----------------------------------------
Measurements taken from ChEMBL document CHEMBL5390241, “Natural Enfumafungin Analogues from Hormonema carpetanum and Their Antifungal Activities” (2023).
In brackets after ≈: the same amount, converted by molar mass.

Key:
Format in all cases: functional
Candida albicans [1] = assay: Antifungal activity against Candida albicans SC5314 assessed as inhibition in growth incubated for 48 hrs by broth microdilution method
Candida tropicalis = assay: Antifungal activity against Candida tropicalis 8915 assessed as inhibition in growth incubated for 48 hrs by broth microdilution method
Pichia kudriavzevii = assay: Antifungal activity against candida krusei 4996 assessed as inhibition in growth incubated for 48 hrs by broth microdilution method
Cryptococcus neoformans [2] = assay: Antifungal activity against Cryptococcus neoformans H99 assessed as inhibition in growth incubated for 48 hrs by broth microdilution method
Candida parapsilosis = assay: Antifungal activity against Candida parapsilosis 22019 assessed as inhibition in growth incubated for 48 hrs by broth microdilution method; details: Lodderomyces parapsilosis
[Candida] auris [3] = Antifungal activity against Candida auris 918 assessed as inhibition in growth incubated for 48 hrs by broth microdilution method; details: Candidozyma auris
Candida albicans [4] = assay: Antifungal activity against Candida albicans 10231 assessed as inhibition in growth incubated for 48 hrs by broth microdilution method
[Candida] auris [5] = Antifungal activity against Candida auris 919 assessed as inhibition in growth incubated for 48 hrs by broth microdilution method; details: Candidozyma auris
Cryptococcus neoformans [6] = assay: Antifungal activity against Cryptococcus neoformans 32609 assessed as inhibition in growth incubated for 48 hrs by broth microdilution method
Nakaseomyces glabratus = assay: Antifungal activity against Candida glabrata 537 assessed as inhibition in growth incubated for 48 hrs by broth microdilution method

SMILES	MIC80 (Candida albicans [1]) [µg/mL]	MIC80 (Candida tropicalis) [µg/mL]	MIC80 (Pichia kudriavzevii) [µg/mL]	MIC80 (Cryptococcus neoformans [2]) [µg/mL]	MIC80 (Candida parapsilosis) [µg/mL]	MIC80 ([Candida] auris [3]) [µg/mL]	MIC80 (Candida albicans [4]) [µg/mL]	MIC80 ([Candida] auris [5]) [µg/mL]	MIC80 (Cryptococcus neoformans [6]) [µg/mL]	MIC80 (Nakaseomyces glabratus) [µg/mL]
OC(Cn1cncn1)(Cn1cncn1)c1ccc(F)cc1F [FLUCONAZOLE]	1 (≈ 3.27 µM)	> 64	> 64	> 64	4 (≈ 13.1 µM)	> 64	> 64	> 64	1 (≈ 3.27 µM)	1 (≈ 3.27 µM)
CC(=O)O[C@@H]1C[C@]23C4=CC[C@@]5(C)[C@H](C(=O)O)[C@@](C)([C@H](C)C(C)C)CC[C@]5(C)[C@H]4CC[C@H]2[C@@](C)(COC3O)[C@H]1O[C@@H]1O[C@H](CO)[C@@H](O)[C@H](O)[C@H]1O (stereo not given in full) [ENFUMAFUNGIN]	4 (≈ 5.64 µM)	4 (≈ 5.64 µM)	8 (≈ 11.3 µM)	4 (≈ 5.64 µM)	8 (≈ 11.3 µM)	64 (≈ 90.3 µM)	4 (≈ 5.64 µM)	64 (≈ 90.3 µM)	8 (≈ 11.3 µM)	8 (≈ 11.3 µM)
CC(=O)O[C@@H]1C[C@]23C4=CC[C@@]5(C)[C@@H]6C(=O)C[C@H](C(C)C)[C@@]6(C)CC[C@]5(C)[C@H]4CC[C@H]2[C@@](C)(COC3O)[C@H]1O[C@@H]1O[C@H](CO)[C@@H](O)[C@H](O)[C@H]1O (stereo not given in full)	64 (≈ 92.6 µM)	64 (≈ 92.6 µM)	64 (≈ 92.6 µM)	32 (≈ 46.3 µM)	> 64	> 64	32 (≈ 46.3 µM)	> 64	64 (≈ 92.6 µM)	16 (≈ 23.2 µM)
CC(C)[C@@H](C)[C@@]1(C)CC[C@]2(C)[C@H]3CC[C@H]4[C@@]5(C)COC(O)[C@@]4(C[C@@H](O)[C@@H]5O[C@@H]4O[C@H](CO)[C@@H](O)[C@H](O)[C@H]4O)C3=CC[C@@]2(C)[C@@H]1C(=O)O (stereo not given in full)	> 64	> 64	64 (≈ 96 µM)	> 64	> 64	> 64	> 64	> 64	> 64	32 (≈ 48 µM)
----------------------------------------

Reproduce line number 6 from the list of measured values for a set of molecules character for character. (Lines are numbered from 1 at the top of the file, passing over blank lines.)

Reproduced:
Candida tropicalis = assay: Antifungal activity against Candida tropicalis 8915 assessed as inhibition in growth incubated for 48 hrs by broth microdilution method